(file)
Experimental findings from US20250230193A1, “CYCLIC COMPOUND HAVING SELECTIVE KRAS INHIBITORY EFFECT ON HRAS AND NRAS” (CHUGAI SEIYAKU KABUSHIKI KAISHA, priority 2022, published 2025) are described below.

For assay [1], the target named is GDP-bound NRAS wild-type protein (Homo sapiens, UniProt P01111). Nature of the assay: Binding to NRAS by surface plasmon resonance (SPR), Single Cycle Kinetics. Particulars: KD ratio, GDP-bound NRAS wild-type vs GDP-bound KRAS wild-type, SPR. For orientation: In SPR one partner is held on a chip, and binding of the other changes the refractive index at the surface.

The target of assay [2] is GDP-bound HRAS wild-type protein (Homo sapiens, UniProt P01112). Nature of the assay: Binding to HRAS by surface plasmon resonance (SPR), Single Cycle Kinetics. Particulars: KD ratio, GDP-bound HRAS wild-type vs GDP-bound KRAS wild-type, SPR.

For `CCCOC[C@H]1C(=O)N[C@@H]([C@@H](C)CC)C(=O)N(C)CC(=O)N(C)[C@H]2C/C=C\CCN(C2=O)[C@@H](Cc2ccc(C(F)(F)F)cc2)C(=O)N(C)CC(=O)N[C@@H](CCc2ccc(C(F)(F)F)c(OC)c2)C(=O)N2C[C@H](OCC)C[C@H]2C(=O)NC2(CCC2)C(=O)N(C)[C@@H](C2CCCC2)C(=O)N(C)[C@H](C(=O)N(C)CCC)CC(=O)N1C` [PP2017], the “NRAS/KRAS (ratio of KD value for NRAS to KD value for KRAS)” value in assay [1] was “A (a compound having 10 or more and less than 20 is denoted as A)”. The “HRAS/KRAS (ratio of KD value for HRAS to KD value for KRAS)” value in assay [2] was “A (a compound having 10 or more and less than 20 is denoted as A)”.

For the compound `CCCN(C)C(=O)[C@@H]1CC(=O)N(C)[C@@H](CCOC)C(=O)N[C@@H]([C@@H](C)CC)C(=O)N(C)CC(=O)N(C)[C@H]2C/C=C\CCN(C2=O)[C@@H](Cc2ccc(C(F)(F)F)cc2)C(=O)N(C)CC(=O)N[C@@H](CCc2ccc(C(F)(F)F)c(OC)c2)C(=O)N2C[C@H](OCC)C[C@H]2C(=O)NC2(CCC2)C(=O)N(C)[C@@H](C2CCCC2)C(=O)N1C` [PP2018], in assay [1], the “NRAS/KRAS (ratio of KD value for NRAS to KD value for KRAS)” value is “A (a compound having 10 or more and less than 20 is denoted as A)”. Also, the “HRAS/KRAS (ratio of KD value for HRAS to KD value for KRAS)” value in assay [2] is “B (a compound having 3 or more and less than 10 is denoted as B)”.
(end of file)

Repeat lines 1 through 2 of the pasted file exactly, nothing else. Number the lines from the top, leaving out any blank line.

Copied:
Experimental findings from US20250230193A1, “CYCLIC COMPOUND HAVING SELECTIVE KRAS INHIBITORY EFFECT ON HRAS AND NRAS” (CHUGAI SEIYAKU KABUSHIKI KAISHA, priority 2022, published 2025) are described below.

For assay [1], the target named is GDP-bound NRAS wild-type protein (Homo sapiens, UniProt P01111). Nature of the assay: Binding to NRAS by surface plasmon resonance (SPR), Single Cycle Kinetics. Particulars: KD ratio, GDP-bound NRAS wild-type vs GDP-bound KRAS wild-type, SPR. For orientation: In SPR one partner is held on a chip, and binding of the other changes the refractive index at the surface.